Lively Leeds-born indie pop quintet Heir are currently 7 dates into their ‘After Forever’ tour leaving a glimmer of nourishing warmth behind them as they progress.
This soothing symphony are back on the road having released their latest single ‘After Forever’ just over a week ago armed with an irresistible intro and plenty of opportunities for questionable dance moves.
‘After Forever’ is an illuminating accumulation of the band’s work thus far proving to be one of the band’s strongest tracks yet. Harnessing a glorious Haim-like groove that soaks you in warmth and serenity, ‘After Forever’ leaves you merciless to that inner core that subconsciously starts to move to the beat. Frontman Tom describes the song’s grounding in experiences of short-lived relationships, whether it be “meeting someone at a party or in the street” but romanticising and immortalising the possibility of what could have been. This nostalgic and stirring imagery is perfectly encapsulated in the song’s catchy chorus.
It appears Heir have spent a lot of time stealing cups of tea at nan’s houses as they “don’t like writing in Leeds”. They can often be found at keyboard player “Sam’s grandparent’s house in Devon” or frontman Tom’s nan’s in Northumbria recording new material. This is not surprising given the duo’s distinctive dad dancing which spreads nothing short of wholesome joy during the band’s live performances.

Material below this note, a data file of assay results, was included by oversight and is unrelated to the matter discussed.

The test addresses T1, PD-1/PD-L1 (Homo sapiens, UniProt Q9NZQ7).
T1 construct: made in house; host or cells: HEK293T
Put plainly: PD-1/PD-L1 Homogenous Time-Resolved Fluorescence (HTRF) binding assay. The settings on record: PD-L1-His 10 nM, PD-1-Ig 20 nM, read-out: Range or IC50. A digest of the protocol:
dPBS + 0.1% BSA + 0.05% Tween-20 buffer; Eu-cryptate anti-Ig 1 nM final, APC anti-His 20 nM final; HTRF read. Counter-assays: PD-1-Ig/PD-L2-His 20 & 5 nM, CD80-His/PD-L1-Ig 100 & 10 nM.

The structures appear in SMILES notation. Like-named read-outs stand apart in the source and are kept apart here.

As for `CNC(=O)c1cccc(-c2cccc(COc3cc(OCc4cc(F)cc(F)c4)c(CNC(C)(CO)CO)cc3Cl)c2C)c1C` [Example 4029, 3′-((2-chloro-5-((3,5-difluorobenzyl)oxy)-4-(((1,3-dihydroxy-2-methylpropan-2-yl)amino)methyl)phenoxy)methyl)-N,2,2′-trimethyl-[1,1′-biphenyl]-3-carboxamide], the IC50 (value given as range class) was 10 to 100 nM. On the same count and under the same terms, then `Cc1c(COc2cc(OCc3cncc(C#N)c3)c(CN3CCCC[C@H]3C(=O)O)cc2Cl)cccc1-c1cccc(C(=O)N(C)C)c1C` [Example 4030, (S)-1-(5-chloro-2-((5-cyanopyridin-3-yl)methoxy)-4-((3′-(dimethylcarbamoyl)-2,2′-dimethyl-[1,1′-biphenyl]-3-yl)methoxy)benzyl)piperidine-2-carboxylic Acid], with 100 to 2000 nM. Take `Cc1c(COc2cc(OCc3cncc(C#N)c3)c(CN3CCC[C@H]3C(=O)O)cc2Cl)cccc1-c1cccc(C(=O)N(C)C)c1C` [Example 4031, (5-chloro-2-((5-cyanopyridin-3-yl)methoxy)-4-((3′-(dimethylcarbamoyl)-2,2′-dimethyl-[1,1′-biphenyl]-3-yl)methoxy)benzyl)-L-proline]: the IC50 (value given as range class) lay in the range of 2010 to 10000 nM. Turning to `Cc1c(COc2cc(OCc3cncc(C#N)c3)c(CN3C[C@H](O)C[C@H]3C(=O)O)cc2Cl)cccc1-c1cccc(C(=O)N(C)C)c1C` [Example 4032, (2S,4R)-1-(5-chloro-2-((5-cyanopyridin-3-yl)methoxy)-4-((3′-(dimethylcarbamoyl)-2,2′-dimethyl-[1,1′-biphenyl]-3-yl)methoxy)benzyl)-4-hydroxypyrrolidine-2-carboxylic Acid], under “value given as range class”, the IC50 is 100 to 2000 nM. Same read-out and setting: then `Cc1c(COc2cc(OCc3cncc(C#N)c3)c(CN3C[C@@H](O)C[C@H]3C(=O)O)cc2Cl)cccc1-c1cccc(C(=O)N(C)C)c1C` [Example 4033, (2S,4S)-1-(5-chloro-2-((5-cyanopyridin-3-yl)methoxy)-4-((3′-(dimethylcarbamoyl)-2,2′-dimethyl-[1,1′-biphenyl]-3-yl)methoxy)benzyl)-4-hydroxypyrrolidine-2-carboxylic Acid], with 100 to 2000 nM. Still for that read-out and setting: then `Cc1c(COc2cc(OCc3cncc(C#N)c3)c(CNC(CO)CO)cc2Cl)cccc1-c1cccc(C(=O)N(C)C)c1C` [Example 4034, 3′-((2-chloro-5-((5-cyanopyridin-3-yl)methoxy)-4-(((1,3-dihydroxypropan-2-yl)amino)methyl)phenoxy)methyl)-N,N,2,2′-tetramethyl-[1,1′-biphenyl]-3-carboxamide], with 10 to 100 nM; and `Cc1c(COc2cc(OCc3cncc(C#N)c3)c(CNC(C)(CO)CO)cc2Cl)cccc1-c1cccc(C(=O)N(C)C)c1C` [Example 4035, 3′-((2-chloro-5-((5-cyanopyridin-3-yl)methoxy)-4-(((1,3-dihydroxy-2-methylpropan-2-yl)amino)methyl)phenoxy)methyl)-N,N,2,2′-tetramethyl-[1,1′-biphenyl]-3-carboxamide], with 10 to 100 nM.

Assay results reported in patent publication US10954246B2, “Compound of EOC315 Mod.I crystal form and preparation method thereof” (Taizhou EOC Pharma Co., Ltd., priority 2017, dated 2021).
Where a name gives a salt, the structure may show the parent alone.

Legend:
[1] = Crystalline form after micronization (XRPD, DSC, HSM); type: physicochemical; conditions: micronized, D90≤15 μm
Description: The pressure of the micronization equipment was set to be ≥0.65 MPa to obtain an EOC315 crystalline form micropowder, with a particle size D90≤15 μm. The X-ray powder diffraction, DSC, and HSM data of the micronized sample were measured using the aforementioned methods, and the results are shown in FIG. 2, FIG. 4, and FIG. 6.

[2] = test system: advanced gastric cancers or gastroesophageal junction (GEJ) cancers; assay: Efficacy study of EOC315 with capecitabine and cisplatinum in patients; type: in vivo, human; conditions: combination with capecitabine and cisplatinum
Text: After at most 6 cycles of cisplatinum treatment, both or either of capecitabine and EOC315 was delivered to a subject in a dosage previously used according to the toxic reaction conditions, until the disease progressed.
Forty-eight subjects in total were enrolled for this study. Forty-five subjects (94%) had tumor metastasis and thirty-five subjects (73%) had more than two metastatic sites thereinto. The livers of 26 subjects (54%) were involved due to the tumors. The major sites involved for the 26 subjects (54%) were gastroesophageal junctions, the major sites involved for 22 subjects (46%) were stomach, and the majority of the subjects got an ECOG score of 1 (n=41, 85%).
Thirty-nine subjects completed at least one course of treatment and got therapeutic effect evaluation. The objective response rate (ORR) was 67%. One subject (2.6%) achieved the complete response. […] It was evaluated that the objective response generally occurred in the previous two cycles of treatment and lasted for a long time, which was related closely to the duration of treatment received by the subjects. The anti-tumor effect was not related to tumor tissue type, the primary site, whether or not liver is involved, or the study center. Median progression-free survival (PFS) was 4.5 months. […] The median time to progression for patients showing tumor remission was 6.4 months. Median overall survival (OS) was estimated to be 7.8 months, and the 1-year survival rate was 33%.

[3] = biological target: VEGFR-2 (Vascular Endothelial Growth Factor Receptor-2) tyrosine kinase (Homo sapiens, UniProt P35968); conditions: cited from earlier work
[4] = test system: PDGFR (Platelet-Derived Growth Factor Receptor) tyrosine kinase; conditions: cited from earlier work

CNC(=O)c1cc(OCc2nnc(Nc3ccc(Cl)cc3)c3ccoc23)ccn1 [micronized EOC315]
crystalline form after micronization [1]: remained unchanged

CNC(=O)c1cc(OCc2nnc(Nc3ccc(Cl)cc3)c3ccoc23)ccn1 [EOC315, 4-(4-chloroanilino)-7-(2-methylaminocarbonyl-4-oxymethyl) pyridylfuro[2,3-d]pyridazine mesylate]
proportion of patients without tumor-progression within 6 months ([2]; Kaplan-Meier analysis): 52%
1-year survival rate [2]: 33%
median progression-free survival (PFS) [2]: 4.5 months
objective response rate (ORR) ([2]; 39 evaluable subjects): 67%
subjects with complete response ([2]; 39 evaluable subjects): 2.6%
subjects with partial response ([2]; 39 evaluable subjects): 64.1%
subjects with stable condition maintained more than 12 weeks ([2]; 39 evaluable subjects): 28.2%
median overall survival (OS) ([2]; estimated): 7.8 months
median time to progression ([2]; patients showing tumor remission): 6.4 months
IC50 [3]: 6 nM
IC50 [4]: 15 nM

Kicking the tour off with a sold-out show at their hometown venue The Lending Room, Tom highlights the nervous excitement that was shared between the band of playing new songs to an audience that hadn’t before left the studio but reassuringly the “faith of Leeds” pulled through and the compelling atmosphere Heir curated left “everyone dancing”.
Taking inspiration from Haim, Fleetwood Mac and more recently Parcels, Heir are slowly but surely securing their place in the indie dream-pop scene. With songs that make you want to dance but with a USP of “not just writing about love”, Heir breathe a gush of fresh air on indie’s currently evolving scene. The band’s setlist even consisted of a song written purely off “(their) spare room advert” which epitomises Heir’s enjoyment with creative freedom and wit.
However, the band had not always been headed in this particular creative direction as nearly 3 years ago, the 5-piece had a discography composed of “9 songs” that no longer define the group and have been wiped from their streaming platforms. Despite believing the “songwriting was there”, the band “lost the connection” with the material that they wrote whilst “still at uni”. Since then, Heir have extracted “I’ll Pick You Up” and formed their more confident and exciting track list which is truer to the creative undertones they now have a cohesive group.
With only a few tickets left on the door and an audience that certainly wasn’t shy to the front rows of Manchester’s intimate venue, Gulliver’s, Heir humbly took their places on the stage. Commenting on the lack of room to dance wasn’t at all a defeat for the boys who from the second the lights dimmed, had the room swaying back and forth mirroring the perfectly executed dance routine on stage.
Having seen Heir a few times before, there is no comparison in how at ease they clearly felt in the limelight. With charming commentary and breezy beats, Heir had their audience “wooing” and clapping to fill every spare moment.
Perhaps what you have is not ‘Better in Silence’ boys?